Exeter University – 24 February 2013
Kick It Out’s Raise Your Game series concluded in Devon as Exeter University played host to a dedicated day of mentoring and coaching.
The mentors, who were assembled to help guide local groups and individuals wanting to pursue employment in football, came via community and professional sectors, in a day ran in conjunction with Devon County FA and Exeter City Community Trust.
Mark Tyler, a seasoned journalist for ITV, joined, Dan James, Police Community Support Officer and goalkeeper for the England blind team, Suaad George, manager of Open Space International FC, an Exeter-based team of migrant footballers, Lee Rider, County Development Manager for Devon FA, Jamie Vittles, manager of Exeter City FC Community Trust and Jason Haywood, Referee Development Officer, and Respect Officer for Devon County FA.
A coaching masterclass served up by former Swindon and Huddersfield Town’s Iffy Onuora, now applying a lifetime of football experience to his role at the PFA, provided a fitting culmination to the events, which have offered crucial football-based guidance and qualifications to people all over England.
Proceedings kicked off at 1pm as mentees quizzed their opposites on the key skills and attributes needed to make an impact in the game. Dominic Liddicott-Mee was one of them: “I do some part-time work for my club, Torquay United, but really came here with a blank canvas in terms of what to expect. My area is media, so to have an opportunity to discuss some of the new and emerging things to consider when promoting the club has been insightful.”
On the other side of the table, mentors enthused about their role and relished the chance to ‘give something back’. For Jason Haywood, it was about debunking some myths about refereeing, too: “It’s helped me give insight into the job of a referee. There’s much more to it than simply being the man in black with the whistle. For that alone, it’s been really helpful.”
Martin Weiler, from the Exeter City supporters trust’s One Game, One Community group, a long standing advocate of relaying the Kick It Out message in the south-west, said: “This is a really fantastic initiative. It’s been great to see the buzz in the room as everyone received individual support and guidance on how to further their aspirations in working in football.”
The mentoring sessions closed with over 50 completed in a two-hour period and participants decamped to the campus’s outdoor training facility to observe the coaching masterclass by Iffy Onuora.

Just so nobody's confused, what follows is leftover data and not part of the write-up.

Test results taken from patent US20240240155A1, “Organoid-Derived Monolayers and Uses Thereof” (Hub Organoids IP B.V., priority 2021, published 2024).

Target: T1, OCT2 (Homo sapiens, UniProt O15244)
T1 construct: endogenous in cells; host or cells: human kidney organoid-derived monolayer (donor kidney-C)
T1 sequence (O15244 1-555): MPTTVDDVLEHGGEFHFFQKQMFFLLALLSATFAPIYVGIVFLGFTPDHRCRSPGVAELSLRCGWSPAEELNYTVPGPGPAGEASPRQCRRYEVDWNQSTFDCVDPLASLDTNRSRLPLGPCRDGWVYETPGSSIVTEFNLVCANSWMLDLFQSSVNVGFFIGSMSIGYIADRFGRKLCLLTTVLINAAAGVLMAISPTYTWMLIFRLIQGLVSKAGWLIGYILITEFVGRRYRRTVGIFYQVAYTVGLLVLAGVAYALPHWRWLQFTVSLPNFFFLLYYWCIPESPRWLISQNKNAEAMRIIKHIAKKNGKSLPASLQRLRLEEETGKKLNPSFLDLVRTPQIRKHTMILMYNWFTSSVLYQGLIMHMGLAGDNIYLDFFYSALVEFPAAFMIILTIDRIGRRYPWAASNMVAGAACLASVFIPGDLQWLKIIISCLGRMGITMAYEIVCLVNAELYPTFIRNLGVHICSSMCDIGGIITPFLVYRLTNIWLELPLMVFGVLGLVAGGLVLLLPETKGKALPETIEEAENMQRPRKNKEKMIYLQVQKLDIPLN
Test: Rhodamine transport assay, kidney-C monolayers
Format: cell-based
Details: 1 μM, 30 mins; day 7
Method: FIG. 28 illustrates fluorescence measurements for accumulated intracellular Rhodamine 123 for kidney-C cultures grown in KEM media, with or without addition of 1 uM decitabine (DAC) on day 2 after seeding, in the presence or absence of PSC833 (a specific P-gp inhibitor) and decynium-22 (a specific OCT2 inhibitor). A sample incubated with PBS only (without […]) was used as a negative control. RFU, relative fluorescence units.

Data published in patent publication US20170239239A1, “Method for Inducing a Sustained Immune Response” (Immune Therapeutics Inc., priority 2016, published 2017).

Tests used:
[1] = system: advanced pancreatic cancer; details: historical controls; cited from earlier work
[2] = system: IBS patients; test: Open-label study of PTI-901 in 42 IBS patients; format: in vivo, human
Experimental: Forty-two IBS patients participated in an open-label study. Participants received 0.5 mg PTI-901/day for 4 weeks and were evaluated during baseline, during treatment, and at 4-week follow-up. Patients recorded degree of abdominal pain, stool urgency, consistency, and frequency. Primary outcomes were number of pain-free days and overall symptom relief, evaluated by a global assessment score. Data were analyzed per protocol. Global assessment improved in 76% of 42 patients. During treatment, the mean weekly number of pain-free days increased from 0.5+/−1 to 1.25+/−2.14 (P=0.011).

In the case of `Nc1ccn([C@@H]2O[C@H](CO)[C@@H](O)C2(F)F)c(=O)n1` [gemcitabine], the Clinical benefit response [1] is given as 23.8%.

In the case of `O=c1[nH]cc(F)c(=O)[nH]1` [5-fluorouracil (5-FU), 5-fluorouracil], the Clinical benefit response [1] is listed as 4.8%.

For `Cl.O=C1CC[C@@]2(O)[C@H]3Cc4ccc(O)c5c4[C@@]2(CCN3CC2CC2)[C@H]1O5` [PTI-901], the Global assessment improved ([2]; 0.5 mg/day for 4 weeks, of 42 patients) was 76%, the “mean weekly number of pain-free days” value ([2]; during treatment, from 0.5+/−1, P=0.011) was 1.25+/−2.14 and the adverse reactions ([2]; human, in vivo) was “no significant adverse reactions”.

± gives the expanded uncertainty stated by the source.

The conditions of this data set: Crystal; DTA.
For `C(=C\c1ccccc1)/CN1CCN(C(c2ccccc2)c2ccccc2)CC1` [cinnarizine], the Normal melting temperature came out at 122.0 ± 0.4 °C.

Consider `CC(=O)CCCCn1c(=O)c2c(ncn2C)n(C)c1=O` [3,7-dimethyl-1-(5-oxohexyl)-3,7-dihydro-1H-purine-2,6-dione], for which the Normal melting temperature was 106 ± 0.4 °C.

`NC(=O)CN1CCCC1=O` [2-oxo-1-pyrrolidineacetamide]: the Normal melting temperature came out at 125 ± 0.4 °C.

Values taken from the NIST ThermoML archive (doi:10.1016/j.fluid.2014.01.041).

Iffy’s coaching pedigree incorporates domestic and international management and is one of the few coaches to have gained the coveted UEFA Pro-Licence. He took members of the Open Space International team for a technique and skills session on holding the ball and possession.
The club’s newly appointed club secretary, Celestine Nde, an Exeter local originally from the Congo, looked on from the sidelines: “Having expertise to tap into like this is wonderful. We’re a relatively new team so its good to capitalise on days like this where advice and information is on hand.”
Local coach Kelvin Woodward concurred, and found the day an effective way of generating some local contacts: “It’s been a very helpful way of finding out what’s happening right here in Devon. Sometimes, you can feel a little overawed in trying to find out exactly where to turn to get advice, so this is been a really good starting point.”
Iffy helped wrap the day up by sharing some of his own personal experiences from the dugout and on the field of play with the group, and insisted on aspiring coaches applying the ‘human touch’ where possible:
“Coaching and management is about people skills as much as anything else. You’re balancing different expectations for different groups of people, from the fans, the board, to your own family. At times, this can be tricky. But basic personal skills can make things so much easier.”